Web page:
First congregations whose disappearance will have no affect on the surrounding community will have disappeared. Congregations must take ownership of their parishes and become centers of community organizing and services. The time of the Christian Social Club is over the time of the Christian Societal Servants must return.
               Second we must realize that assimilation is futile. Congregations must be expected to change themselves as much as they change others. We must stop bowing to the idols of our ritual proclivities and narrow interpretations of truth, adiaphorae, and walk into the Unknowable Truth.
            Third we must stop attempting to evangelize. Instead we must begin a pilgrimage of discovering how and where God is acting in the lives outside of the church institution. This involves not only stopping to listen but also interviewing and in the end responding from our resources.
            Obviously these are not three linear points but three points in a circular relationship to each other. This is my interpretation of the current popular phrase “missional” but I feel is the same call to reform that has rampantly existed throughout the history of the church.   

Friday, February 17, 2012

Inclusive Eucharist

Inclusion in the Eucharist…

I have had this insane thought. Let us change the rule “Only the baptized can receive the Eucharist” to “The Eucharist can only occur when all who wish to receive are baptized”. Maybe I am insane but if there is someone sitting in your parish pew who is not baptized but wants to receive communion then it is a problem with the parish and not with the person. The parish is the one with the power in the situation.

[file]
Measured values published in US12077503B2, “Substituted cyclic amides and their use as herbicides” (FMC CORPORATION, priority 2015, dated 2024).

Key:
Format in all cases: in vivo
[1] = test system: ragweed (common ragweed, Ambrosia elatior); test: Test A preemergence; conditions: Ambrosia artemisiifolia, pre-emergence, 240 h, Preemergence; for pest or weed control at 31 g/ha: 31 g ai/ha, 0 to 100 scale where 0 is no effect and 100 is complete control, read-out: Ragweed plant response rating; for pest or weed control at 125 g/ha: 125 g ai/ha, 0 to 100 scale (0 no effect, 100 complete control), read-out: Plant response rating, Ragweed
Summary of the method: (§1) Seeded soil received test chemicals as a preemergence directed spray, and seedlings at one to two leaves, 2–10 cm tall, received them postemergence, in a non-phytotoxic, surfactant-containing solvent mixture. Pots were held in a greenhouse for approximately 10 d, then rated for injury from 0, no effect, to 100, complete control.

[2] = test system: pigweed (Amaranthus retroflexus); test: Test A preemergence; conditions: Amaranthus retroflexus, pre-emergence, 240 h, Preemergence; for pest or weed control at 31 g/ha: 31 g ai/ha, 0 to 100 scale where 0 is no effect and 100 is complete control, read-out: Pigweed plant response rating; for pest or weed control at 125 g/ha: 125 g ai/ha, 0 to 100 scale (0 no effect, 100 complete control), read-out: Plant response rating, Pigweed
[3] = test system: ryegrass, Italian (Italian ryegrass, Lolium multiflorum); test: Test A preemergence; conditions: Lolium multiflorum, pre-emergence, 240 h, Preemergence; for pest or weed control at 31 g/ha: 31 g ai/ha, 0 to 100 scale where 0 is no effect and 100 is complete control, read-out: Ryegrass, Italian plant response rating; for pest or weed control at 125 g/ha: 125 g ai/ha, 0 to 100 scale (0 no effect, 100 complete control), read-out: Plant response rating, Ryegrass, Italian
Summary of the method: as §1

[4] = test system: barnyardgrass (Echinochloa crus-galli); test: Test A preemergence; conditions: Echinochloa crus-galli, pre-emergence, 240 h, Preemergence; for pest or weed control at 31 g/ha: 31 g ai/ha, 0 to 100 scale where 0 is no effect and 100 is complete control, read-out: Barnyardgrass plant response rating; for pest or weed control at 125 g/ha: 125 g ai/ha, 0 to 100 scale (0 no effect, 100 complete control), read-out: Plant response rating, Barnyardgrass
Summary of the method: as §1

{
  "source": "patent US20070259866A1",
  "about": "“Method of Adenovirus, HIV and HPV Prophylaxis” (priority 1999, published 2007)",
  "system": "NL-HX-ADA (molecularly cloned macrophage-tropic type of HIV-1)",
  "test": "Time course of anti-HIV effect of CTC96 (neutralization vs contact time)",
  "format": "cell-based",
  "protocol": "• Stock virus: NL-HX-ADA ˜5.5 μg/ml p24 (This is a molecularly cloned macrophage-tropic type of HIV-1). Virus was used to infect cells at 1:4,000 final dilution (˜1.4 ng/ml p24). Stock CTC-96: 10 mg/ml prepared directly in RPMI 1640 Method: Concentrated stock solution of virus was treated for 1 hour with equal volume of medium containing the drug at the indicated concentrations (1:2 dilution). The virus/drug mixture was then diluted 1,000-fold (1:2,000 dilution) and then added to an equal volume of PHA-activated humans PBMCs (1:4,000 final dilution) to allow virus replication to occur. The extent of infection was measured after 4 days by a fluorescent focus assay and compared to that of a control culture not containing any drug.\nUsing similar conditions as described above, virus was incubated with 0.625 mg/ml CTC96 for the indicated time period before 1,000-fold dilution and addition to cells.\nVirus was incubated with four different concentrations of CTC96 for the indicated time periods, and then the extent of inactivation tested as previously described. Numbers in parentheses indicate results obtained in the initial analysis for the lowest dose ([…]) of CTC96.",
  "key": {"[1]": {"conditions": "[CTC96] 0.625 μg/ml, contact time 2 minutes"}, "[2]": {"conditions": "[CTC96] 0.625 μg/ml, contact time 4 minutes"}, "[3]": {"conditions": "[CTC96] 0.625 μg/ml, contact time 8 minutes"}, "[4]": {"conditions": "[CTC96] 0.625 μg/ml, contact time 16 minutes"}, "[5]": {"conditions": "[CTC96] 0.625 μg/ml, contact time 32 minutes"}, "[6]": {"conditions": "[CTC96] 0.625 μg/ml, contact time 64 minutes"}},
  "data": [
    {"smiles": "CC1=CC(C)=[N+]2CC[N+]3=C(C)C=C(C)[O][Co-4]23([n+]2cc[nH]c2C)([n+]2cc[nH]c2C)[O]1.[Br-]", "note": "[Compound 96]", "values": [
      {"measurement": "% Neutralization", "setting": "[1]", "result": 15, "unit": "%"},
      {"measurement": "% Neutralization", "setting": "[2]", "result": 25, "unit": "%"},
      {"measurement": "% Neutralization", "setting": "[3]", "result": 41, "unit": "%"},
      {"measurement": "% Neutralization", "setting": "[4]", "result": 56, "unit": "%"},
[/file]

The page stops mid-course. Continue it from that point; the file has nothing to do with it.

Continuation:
I remember a Sunday a bit back when I was at an Episcopal Church with a group of guys who where all actively engaged in building a relationship with God but were not yet baptized. Now this was not my regular church and I was rather shocked when the Priest came out and made a very emphatic statement about how only baptized Christians should take communion. It was as close to a “we are going to check membership at the communion rail” statement I had hear in the ECUSA. Now the guys looked at me for some sort of clue as to what to do and I said we will go up and get blessed. Now they were confused and one said “but you are baptized” and I said “sure, but I am here with you”.

As far as I can tell when the religious establishment draws a line between people who are in and people who are out, Jesus wants us to be with the people who are out. The problem with inclusive Eucharist is that instead of the people of God making a sacrifice, which means making themselves holy, to be with those who the church has put on the outside we are instead seeking a way to not actually give up any of our power or comfort for the sake of this other, for the sake of the very person we are supposedly present in the world to sacrifice for.

What would this mean in practice? At the end of the offertory the priest asks “is there any one who wishes to take communion with us who is not baptized” and if there is any one then there is no communion. The community recognizes the value of the new individual by recognizing its incompleteness in not having that one in their midst and thus recognizes it is now unable to have a Eucharistic moment. Or if that is too much to ask that there be a group of baptized Christians who place themselves aside each Sunday and instead of partaking of the Eucharist gather to pray and have community near the Baptismal font and make a catechumen community there. If there are non baptized to come to that group or not that group places itself apart as a sign to the greater community that even in the midst of the Eucharist we are not yet fully whole and the kingdom is not fully come.